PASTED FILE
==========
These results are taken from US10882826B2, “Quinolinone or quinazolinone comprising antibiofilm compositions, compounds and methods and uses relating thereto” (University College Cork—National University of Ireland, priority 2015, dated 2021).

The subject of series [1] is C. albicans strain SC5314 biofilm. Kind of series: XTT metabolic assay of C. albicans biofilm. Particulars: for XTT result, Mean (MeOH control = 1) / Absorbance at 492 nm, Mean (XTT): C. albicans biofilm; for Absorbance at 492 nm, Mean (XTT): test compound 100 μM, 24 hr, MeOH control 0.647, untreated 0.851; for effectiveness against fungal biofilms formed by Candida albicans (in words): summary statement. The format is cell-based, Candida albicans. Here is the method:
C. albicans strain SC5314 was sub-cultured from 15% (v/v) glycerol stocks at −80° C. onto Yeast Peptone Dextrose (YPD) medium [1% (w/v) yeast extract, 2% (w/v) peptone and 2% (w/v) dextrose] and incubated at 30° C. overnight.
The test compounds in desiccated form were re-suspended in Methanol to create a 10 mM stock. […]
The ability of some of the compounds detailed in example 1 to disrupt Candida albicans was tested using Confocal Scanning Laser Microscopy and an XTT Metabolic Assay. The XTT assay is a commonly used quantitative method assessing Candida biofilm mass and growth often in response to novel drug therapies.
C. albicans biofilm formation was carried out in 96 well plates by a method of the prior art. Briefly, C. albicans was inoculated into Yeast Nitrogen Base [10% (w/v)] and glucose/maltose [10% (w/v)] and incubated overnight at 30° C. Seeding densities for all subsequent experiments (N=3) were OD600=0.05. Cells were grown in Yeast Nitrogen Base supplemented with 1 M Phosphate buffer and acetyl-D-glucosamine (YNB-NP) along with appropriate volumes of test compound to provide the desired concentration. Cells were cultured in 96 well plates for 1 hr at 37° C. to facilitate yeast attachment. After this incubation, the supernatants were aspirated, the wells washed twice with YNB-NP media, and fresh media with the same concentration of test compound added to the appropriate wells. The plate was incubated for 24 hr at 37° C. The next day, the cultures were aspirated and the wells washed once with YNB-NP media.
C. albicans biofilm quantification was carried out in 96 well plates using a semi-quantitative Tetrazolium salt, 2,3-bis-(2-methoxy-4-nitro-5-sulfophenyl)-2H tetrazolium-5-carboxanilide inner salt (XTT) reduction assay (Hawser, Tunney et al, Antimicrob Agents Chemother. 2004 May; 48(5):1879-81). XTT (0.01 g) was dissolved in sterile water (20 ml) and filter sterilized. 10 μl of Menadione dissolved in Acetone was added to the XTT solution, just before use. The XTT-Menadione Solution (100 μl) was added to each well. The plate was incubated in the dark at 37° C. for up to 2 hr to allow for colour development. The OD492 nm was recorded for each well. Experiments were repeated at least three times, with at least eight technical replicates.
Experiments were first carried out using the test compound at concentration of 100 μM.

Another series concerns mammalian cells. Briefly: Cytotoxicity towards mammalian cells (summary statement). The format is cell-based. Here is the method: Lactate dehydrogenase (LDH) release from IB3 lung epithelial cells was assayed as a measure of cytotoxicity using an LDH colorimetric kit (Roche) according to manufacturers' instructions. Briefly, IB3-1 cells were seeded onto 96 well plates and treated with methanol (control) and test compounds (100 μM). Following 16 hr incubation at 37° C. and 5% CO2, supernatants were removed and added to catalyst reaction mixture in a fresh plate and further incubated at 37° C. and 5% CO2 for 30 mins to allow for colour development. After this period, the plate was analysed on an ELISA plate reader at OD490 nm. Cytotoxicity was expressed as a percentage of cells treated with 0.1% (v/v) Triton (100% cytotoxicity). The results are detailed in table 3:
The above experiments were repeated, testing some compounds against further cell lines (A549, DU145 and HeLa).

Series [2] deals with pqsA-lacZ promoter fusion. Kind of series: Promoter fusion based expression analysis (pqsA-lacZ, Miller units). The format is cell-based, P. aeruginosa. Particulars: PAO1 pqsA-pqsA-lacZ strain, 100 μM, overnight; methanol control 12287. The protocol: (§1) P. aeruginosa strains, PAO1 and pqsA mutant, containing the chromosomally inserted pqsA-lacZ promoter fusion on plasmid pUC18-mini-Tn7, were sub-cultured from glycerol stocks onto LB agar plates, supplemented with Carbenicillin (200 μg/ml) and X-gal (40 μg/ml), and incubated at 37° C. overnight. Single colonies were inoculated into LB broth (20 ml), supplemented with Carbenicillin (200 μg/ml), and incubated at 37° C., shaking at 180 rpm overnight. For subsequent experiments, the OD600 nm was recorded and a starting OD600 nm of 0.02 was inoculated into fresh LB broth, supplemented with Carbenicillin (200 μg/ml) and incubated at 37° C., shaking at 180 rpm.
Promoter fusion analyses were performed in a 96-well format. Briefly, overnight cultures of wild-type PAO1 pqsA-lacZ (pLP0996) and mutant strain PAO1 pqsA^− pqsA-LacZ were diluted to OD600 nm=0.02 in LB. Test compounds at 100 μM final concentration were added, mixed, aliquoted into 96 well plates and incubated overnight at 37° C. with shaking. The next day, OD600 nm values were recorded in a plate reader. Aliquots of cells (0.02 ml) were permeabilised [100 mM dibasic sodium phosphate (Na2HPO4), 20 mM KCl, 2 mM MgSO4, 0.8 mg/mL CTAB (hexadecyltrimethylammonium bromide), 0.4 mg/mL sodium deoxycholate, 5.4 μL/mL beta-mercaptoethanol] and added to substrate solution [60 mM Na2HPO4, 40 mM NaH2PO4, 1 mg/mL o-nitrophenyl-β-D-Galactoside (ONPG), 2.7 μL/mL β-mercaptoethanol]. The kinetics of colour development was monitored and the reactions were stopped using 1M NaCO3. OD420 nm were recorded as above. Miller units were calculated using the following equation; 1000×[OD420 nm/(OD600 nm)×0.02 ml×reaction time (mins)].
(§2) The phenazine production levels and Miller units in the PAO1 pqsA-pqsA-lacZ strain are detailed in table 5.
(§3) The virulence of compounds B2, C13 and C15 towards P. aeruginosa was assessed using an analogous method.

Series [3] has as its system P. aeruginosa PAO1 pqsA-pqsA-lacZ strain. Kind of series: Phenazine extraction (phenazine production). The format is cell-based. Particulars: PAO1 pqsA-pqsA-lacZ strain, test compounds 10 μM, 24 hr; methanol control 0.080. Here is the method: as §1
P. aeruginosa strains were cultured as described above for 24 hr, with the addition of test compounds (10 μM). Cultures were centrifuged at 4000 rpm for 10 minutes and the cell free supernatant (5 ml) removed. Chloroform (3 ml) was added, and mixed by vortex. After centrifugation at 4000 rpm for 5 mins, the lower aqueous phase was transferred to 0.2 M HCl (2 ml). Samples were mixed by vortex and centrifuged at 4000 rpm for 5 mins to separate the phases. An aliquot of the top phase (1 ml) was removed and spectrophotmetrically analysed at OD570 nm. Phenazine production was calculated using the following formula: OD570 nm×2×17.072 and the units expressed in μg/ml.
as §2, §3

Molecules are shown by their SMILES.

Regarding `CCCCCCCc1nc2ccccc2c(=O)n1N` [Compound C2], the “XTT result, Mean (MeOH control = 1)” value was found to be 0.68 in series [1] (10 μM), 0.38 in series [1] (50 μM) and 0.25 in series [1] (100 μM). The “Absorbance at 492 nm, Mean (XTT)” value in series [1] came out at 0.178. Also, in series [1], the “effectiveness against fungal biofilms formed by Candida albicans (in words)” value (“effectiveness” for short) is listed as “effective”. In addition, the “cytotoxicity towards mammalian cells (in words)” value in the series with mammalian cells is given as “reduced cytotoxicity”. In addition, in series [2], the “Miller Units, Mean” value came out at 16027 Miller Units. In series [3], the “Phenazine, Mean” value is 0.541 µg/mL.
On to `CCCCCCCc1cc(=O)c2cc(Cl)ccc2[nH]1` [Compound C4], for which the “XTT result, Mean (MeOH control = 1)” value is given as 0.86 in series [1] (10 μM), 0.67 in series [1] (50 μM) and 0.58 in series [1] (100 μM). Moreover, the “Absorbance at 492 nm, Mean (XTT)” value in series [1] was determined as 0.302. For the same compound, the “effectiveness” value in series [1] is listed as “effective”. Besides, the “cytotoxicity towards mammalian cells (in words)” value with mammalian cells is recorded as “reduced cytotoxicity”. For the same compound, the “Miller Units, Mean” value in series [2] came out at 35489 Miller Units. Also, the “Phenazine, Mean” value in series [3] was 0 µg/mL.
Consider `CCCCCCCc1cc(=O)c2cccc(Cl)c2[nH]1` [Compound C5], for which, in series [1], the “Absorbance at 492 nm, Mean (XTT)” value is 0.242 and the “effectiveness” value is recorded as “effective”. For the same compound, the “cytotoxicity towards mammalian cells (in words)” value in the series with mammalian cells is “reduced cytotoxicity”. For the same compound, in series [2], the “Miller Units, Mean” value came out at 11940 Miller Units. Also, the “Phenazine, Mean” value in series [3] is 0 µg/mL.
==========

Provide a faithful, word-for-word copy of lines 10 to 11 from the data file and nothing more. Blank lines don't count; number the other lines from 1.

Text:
The above experiments were repeated, testing some compounds against further cell lines (A549, DU145 and HeLa).

Series [2] deals with pqsA-lacZ promoter fusion. Kind of series: Promoter fusion based expression analysis (pqsA-lacZ, Miller units). The format is cell-based, P. aeruginosa. Particulars: PAO1 pqsA-pqsA-lacZ strain, 100 μM, overnight; methanol control 12287. The protocol: (§1) P. aeruginosa strains, PAO1 and pqsA mutant, containing the chromosomally inserted pqsA-lacZ promoter fusion on plasmid pUC18-mini-Tn7, were sub-cultured from glycerol stocks onto LB agar plates, supplemented with Carbenicillin (200 μg/ml) and X-gal (40 μg/ml), and incubated at 37° C. overnight. Single colonies were inoculated into LB broth (20 ml), supplemented with Carbenicillin (200 μg/ml), and incubated at 37° C., shaking at 180 rpm overnight. For subsequent experiments, the OD600 nm was recorded and a starting OD600 nm of 0.02 was inoculated into fresh LB broth, supplemented with Carbenicillin (200 μg/ml) and incubated at 37° C., shaking at 180 rpm.